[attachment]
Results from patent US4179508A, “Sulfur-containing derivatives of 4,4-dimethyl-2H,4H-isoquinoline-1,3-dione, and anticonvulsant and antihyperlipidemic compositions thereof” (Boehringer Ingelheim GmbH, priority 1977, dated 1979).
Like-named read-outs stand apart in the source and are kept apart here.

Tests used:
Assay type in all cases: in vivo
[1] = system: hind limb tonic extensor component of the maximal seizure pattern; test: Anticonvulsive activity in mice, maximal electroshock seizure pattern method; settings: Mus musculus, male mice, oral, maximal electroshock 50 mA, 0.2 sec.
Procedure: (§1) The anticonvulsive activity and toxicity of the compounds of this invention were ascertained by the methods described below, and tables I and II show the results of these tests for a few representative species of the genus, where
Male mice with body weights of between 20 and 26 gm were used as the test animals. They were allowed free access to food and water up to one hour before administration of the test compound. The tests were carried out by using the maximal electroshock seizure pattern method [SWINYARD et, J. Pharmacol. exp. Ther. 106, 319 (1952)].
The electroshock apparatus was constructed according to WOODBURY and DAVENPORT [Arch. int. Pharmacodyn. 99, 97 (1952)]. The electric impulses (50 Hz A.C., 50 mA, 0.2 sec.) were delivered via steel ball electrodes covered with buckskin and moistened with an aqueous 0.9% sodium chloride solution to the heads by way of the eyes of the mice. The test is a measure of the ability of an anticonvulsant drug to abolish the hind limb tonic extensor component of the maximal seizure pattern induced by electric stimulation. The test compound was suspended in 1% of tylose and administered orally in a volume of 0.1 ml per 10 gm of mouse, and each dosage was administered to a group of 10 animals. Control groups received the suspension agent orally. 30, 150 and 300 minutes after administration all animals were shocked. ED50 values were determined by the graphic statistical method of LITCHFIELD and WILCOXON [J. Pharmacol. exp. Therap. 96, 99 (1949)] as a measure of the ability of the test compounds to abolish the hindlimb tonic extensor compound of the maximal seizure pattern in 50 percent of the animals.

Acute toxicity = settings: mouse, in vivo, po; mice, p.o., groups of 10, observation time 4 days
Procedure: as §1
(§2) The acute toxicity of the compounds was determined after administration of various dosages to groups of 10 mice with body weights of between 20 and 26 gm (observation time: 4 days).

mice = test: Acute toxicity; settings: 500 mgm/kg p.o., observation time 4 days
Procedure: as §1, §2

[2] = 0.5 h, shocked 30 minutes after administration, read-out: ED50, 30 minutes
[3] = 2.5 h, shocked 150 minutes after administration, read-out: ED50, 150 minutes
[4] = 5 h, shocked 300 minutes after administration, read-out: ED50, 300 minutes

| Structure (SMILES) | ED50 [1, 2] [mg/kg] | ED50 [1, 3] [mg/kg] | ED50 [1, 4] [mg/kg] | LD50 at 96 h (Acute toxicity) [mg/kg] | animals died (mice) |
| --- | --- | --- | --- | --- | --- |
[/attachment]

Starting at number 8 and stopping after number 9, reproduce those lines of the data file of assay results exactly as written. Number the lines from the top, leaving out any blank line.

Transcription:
The electroshock apparatus was constructed according to WOODBURY and DAVENPORT [Arch. int. Pharmacodyn. 99, 97 (1952)]. The electric impulses (50 Hz A.C., 50 mA, 0.2 sec.) were delivered via steel ball electrodes covered with buckskin and moistened with an aqueous 0.9% sodium chloride solution to the heads by way of the eyes of the mice. The test is a measure of the ability of an anticonvulsant drug to abolish the hind limb tonic extensor component of the maximal seizure pattern induced by electric stimulation. The test compound was suspended in 1% of tylose and administered orally in a volume of 0.1 ml per 10 gm of mouse, and each dosage was administered to a group of 10 animals. Control groups received the suspension agent orally. 30, 150 and 300 minutes after administration all animals were shocked. ED50 values were determined by the graphic statistical method of LITCHFIELD and WILCOXON [J. Pharmacol. exp. Therap. 96, 99 (1949)] as a measure of the ability of the test compounds to abolish the hindlimb tonic extensor compound of the maximal seizure pattern in 50 percent of the animals.

Acute toxicity = settings: mouse, in vivo, po; mice, p.o., groups of 10, observation time 4 days